The Two Deaths of Hyacinth

Saint Sebastian was a Roman soldier sentenced to death for the confession of his Christian faith. He was tied to a tree and killed by arrows by order of the emperor Diocletian. Later, he was canonized and during the 18th and 19th centuries in Europe his image became an icon of male sensuality and one of an unspeakable secret. At the same time, the myth of Hyacinthus and Apollo narrates an impossible Hellenic love that suddenly meets death. Separated, Apollo endows Hyacinth with eternity on earth with a flower as a commemoration. Both stories create narrative alliances between homosexual desire and plant figures. The underground links between plants (especially the delicate but sexual flowers and vigorous trunks rising) and queer identity subtly appear to raise questions about ties hidden in plain sight, exuberance, and existences that survive if they escape the watchful eye of the hegemonic gaze. The dual channel video contrasts historical figures (3d model of a German polychrome wooden sculpture from the early 15th century) with plant bodies (3d model of a blooming hyacinth). The video progresses as both bodies disarm and allow us to walk through what is under the “crust” of their forms. The plant and the dissident intertwine bathed in a pinkish light. The tragic figure of the homosexual lover finds in the vegetal a model of existence that has been an unrecognized companion in the history of queerness in the Western visual tradition.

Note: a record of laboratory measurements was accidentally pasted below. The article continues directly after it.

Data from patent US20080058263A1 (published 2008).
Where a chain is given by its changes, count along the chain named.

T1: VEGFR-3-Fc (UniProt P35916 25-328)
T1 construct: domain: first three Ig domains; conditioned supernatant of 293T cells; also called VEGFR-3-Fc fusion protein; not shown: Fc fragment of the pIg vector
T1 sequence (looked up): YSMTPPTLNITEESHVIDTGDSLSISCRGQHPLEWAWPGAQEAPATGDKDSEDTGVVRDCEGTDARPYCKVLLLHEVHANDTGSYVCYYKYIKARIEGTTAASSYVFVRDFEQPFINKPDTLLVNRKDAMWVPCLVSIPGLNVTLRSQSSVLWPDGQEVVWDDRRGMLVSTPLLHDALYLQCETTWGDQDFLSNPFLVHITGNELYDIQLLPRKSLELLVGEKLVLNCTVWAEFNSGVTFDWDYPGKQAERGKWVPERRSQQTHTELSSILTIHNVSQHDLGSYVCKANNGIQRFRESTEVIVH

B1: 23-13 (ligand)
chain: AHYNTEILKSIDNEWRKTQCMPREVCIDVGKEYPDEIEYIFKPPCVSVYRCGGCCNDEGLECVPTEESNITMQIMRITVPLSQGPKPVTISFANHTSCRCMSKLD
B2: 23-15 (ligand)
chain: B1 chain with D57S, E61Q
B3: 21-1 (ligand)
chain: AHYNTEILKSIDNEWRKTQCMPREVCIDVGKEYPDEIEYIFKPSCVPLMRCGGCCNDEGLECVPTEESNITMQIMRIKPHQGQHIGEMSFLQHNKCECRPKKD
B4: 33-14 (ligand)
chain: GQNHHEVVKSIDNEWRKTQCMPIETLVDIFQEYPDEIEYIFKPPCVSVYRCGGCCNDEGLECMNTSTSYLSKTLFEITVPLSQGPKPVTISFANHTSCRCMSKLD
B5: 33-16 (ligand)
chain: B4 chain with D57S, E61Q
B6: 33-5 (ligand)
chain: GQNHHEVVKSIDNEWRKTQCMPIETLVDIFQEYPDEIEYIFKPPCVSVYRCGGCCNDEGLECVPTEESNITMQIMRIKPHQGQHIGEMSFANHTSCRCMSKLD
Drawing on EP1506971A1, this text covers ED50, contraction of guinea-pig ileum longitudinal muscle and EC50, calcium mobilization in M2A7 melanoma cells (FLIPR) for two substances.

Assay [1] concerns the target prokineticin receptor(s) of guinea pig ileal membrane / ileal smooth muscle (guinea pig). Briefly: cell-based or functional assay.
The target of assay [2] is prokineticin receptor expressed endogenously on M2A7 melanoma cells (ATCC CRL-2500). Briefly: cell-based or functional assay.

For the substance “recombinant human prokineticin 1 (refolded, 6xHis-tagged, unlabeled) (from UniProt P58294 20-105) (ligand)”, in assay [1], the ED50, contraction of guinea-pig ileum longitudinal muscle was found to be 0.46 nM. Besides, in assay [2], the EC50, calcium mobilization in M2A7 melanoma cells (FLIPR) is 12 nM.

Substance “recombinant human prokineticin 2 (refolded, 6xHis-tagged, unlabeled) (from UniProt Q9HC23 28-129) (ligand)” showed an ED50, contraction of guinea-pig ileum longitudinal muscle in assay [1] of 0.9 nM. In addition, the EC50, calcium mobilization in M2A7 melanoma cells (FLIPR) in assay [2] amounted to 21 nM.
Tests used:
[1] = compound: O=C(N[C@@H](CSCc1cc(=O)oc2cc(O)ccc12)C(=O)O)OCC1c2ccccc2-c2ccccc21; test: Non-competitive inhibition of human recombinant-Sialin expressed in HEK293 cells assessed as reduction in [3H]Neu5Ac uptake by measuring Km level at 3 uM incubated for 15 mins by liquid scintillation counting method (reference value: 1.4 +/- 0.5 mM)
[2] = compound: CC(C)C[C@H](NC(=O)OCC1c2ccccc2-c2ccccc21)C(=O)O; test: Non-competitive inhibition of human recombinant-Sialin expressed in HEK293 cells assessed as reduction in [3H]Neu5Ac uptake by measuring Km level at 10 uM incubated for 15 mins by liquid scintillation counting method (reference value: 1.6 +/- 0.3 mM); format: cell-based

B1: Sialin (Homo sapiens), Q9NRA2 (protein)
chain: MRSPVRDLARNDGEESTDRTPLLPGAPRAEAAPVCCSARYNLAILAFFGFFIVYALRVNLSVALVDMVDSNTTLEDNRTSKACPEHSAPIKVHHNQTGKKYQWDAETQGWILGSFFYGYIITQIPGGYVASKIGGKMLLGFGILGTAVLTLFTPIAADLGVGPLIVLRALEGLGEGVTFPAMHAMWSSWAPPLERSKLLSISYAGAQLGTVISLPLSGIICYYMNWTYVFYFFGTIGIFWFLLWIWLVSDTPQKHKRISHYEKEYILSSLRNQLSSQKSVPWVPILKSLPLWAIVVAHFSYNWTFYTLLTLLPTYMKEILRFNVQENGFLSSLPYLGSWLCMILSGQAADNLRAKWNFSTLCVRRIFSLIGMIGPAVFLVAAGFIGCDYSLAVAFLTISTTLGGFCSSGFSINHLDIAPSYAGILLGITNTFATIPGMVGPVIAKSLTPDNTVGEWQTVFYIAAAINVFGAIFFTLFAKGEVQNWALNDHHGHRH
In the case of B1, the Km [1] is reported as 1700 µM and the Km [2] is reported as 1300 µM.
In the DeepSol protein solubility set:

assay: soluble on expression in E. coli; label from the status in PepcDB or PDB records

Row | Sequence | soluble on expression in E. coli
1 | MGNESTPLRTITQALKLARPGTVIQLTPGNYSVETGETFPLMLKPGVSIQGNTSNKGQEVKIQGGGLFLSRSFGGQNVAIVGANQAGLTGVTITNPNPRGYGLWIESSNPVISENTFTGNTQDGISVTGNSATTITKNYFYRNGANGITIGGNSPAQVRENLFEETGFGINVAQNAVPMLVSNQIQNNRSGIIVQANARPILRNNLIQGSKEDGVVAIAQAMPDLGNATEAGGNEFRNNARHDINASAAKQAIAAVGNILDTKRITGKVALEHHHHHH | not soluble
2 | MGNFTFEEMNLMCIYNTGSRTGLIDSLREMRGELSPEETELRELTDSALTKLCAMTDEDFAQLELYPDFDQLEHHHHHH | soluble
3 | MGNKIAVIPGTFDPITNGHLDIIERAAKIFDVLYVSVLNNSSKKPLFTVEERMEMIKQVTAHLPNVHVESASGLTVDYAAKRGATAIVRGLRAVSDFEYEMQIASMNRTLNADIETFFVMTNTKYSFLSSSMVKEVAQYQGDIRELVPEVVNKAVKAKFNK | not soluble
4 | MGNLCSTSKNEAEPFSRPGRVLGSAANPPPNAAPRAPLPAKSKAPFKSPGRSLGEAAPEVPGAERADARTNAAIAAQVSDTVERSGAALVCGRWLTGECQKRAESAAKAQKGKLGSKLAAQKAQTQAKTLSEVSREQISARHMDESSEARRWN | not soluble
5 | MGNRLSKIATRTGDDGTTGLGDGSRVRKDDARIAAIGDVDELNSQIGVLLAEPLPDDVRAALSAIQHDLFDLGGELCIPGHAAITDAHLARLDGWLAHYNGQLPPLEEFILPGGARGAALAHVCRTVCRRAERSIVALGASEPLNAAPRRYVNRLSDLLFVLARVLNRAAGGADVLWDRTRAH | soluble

Diego Orihuela Ibañez (PE)
Diego Orihuela Ibañez is a Peruvian artist and researcher who lives and works in Lima, Peru. He holds a Bachelor and Licence degree in Visual Arts – Painting from the Pontificia Universidad Católica del Perú (PUCP), Master CCC degree (Critical Curatorial Cybermedia) sponsored by the Hans Wildorf (Rolex) bourse d’étude with congratulations from the jury and winner of the Excellence Prize awarded by the Haute École d’Art et Design (HEAD) in Geneva, Switzerland. He is a PhD student at the Cergy-Paris University in Paris, France. He is interested in issues around cultural studies, algorythmic logics, queer ecology, theory/fiction and critical methodologies for artistic praxis.